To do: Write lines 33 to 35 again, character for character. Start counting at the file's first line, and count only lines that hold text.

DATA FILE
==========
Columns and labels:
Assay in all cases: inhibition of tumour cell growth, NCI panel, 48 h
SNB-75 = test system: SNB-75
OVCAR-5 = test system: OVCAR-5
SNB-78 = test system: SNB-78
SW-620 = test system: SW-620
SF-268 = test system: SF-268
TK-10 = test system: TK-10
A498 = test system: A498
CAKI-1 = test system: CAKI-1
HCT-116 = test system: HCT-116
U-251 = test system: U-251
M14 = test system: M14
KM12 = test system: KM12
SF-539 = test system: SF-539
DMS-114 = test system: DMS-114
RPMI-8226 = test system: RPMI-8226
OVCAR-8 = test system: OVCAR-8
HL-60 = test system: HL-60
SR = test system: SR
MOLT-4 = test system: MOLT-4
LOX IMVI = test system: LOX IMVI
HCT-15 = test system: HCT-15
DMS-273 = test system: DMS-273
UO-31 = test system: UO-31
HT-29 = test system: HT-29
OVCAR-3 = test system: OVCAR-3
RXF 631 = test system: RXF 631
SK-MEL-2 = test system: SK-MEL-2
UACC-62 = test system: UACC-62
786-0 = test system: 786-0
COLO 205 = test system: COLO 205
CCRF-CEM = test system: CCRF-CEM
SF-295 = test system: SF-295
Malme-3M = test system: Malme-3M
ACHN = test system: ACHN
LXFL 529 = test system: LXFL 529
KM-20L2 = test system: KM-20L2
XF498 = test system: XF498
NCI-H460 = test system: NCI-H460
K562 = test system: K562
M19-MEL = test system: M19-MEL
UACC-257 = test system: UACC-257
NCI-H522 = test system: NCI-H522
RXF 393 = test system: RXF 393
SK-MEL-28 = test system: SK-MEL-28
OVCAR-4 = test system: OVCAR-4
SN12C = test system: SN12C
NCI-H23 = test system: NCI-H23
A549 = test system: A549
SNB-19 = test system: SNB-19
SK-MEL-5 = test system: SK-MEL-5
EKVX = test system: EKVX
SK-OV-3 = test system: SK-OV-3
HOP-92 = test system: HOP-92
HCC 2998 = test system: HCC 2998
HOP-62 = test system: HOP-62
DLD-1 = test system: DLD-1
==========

CCRF-CEM = test system: CCRF-CEM
SF-295 = test system: SF-295
Malme-3M = test system: Malme-3M